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child with type 1
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tammyjoa posted:
My child has type one.. i am so new to this i am trying to learn meal plans, snacks, and learning to controle BG. DONT UNDERSTAND A LOT OF THINGS AND REALLY NEED SOMEONE TO TALK WITH... ALL IS WELCOME..
TAMMY
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mizzlove81 responded:
well im 29yrs old and had it since i was 21... and would b willing to chat as much as i can about this...im not the best at managing my sugars but i will help wit wat i can..
 
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athornbrue responded:
I've been diabetic for 22 almost 23 years now! I would love to TRY and help you as much as possible! I've been through a lot with my blood sugars! In the beginning, I experienced some lows, and have also experienced high's (DKA-Diabetic Ketoacidosis) which has been somewhat recent! But I'm better at giving others advice, then taking my own! But I have to say since my last major hospitalization, I've been doing MUCH better! So, If you still would like to talk please let me know!
 
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CarrieY responded:
Hi! My son (12) was diagnosed with type 1 just this past August. We have learned so much in the past 6 months, but we still struggle with a lot of things. He's not a big snack/junk food eater - but he still likes to have cookies and desserts on occasion. I am willing to share anything with you that we have learned over the past 6 months. For the others on this discussion - I'd love any advise that you can give me as well. I've been trying to use more "low carb" recipies - especially for cookies and things. I found a product on netrition.com which is a high gluten flour. We tried that in a cookie receipe and it's not bad. However - in doing a little research on the web, it sounds like high gluten foods aren't really a good thing while trying to manage type 1. Do any of you have any comments...pros or cons about high gluten flour?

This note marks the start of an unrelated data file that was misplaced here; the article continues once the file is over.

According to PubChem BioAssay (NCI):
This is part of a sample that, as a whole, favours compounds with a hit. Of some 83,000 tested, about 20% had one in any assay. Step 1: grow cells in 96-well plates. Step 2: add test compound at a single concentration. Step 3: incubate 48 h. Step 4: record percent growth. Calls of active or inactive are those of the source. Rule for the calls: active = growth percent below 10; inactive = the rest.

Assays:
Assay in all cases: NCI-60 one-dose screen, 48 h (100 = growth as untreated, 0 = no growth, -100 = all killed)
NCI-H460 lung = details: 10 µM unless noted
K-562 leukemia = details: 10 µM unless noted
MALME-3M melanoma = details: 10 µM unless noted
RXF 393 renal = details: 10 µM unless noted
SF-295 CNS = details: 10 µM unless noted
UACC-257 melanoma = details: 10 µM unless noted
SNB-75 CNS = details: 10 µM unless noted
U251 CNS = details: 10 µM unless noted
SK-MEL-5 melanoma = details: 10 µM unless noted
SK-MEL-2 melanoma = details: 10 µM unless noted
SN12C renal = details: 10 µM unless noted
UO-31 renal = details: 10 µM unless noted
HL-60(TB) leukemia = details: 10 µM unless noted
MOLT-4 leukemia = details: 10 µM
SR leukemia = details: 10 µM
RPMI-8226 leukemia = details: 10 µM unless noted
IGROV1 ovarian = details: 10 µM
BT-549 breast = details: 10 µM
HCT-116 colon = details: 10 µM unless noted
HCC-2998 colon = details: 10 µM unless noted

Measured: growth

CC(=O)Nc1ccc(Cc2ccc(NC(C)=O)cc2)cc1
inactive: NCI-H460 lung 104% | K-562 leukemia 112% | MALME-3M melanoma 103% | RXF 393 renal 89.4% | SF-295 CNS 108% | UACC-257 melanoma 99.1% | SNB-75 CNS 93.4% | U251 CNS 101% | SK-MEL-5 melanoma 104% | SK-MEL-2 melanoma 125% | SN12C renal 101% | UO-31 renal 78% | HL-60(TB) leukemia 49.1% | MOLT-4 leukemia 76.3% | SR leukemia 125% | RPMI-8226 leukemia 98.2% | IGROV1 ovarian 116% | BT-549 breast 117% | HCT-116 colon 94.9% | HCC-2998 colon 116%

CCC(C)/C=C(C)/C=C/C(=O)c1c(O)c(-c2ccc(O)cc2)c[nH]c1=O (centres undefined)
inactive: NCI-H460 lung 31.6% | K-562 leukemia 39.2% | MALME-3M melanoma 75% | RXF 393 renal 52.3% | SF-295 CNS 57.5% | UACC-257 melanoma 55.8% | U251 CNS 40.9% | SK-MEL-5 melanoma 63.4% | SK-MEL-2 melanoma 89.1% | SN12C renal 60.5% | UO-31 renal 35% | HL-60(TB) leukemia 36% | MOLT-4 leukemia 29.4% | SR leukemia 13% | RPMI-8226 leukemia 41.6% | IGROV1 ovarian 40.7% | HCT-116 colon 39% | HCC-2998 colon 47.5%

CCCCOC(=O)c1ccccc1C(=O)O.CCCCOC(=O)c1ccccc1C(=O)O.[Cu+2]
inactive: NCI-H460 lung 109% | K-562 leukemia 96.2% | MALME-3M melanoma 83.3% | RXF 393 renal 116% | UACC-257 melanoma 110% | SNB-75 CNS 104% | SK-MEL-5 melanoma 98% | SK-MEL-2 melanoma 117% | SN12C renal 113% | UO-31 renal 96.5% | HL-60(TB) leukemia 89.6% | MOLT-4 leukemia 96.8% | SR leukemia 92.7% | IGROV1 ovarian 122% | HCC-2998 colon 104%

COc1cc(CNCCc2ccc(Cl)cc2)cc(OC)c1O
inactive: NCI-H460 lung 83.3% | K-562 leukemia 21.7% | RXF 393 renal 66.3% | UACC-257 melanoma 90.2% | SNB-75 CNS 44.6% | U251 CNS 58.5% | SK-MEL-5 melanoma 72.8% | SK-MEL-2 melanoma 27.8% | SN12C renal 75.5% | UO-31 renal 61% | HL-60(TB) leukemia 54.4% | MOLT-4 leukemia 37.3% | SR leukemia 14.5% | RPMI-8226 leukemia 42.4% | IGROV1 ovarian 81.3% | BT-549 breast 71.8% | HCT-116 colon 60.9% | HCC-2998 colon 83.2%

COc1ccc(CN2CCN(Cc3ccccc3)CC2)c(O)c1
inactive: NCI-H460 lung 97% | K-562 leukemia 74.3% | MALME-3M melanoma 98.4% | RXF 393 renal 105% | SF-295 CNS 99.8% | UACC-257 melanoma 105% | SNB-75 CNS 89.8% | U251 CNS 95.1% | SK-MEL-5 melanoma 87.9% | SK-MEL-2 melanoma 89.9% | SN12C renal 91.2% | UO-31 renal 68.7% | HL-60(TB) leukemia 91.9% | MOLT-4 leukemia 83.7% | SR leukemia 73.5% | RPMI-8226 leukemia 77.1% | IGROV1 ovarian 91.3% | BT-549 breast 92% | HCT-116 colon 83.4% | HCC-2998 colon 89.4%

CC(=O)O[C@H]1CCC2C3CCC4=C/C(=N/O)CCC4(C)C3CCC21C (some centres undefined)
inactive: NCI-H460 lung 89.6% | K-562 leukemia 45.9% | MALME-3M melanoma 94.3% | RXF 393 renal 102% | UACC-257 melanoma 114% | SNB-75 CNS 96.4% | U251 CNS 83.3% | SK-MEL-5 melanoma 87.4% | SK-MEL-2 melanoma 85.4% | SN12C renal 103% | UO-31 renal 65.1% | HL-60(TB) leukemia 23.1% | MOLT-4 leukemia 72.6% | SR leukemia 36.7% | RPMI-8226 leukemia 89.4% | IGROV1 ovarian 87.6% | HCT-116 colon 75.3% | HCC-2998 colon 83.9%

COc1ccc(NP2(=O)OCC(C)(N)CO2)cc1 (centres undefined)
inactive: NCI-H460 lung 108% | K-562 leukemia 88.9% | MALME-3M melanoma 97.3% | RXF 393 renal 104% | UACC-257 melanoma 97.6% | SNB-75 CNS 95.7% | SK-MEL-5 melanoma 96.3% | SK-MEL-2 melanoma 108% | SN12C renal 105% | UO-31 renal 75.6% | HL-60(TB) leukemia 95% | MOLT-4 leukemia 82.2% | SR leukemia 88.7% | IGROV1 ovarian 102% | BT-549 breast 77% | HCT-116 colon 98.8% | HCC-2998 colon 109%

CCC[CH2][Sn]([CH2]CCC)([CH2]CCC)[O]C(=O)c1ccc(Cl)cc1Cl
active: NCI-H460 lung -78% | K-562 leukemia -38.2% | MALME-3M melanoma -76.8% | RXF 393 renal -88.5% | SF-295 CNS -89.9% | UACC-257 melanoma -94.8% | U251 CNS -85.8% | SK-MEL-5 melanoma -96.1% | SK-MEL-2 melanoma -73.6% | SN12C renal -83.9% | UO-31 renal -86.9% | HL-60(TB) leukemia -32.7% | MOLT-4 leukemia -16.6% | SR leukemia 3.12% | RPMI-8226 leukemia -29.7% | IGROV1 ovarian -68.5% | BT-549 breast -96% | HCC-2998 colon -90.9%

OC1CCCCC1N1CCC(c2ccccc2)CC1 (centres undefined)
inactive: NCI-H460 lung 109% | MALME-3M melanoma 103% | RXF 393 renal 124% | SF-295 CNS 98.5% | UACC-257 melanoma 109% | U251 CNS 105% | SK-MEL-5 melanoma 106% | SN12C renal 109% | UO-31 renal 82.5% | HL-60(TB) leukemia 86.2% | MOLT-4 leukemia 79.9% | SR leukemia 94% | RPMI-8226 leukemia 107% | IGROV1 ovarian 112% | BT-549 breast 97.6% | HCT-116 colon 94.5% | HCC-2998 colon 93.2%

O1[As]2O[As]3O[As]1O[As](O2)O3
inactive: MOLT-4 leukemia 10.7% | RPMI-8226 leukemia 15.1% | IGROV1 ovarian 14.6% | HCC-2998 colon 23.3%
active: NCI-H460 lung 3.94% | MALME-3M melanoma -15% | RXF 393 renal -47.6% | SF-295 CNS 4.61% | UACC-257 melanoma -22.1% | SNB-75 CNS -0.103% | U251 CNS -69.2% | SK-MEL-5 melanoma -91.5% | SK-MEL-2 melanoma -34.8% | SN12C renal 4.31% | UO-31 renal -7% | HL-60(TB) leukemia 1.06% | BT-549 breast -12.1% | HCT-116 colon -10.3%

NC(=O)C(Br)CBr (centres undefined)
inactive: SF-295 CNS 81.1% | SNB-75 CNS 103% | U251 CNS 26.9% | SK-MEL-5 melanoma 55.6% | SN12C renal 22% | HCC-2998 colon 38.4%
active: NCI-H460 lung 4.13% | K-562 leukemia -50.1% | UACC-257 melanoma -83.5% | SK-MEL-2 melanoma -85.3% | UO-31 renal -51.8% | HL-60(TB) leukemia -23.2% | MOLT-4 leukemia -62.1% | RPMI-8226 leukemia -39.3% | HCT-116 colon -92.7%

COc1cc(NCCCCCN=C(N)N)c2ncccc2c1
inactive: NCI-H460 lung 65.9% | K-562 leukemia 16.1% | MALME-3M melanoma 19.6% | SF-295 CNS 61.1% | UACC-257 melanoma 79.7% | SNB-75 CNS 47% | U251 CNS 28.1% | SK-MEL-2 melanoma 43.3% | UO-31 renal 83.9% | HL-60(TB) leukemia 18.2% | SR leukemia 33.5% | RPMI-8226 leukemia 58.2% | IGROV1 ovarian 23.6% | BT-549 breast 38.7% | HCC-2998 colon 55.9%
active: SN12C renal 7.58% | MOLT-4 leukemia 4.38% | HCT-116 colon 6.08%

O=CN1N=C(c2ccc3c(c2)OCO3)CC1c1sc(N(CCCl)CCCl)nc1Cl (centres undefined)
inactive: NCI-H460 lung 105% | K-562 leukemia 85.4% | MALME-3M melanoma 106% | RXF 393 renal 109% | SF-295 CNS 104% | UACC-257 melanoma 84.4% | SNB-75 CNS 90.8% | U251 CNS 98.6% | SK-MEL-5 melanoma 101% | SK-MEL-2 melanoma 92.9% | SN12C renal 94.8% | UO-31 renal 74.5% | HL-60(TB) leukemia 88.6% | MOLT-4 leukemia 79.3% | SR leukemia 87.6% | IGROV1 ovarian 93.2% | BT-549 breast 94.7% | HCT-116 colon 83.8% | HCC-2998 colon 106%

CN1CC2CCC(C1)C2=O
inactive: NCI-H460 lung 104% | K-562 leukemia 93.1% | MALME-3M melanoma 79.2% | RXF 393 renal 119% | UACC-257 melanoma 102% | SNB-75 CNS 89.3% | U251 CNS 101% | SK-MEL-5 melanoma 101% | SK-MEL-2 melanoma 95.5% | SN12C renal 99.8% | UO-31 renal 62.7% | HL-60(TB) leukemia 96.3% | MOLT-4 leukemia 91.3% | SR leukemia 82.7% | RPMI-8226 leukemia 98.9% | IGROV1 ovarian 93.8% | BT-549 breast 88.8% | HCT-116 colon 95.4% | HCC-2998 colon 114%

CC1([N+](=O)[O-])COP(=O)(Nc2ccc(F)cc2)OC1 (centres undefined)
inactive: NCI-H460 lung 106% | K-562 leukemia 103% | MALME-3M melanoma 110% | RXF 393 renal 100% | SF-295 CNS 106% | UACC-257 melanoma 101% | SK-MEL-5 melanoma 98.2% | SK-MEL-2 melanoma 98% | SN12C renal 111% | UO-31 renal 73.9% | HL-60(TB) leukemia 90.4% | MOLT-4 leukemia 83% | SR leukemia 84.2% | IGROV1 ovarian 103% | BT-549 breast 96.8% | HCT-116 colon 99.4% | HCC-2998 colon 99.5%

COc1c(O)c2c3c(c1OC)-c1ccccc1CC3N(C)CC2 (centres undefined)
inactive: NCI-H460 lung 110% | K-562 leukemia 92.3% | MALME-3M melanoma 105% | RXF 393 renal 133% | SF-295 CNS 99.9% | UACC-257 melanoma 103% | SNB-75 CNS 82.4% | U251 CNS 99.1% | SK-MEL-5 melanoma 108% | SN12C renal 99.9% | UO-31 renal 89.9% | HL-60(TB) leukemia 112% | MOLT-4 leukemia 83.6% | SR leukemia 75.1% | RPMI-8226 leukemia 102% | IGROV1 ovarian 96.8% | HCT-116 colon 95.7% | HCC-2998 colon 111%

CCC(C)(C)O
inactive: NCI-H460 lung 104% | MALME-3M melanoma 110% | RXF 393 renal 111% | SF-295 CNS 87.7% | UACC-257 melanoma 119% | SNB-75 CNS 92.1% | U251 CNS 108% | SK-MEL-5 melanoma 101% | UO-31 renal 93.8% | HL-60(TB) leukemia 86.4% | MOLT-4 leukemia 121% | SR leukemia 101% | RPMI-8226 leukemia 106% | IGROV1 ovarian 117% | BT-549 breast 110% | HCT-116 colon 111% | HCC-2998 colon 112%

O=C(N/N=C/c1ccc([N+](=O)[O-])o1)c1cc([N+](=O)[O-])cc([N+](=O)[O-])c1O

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cristaro3 responded:
Hi Tammy,
My 7 year old son was diagnosed with Type 1 this past Monday. Im in the confusion boat with you so Im up for a chat anytime. I feel numb actually.
 
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khosea replied to cristaro3's response:
My daughter (12) was just diagnosed with Type 1 Easter week. When she was busy with school and on a schedule she was fine, but now that it is summer she doesn't want to stay on a schedule. She is currently going through the anger stage and hates it all. She doesn't want it and is fighting me. Any suggestions?
 
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arealgijoe replied to khosea's response:
Docs are not always the greatest at explainning things in ways patients understand. I will TRY and give some easy to understand principles. If I use a term you do not understand, ASK!

Inuslin needs;

BASAL.. I liken it to what a car motor needs in the way of fuel to IDLE. Not enought fuel/insulin the engine/body stalls. I have my BASAL insulin adjusted so my blood sugar is very stable for at least 5hrs, with NO food or exercise.

BOLUS insulin is extra fuel/insulin the engine/body needs to climb a hill. A meal is a hill and a snack is a smaller hill. Fast carbs like regular pop, OJ etc are very fast carbs (good for treating lows) or a very steep hill.

If you BOLUS too much, like a stuck gas pedal, you climb the hill and the engine/body is still reving as it crests the hill and you go down the hill FASTER, that's when you use the brake, OJ POP etc, to slow down so you don't crash going down the hill.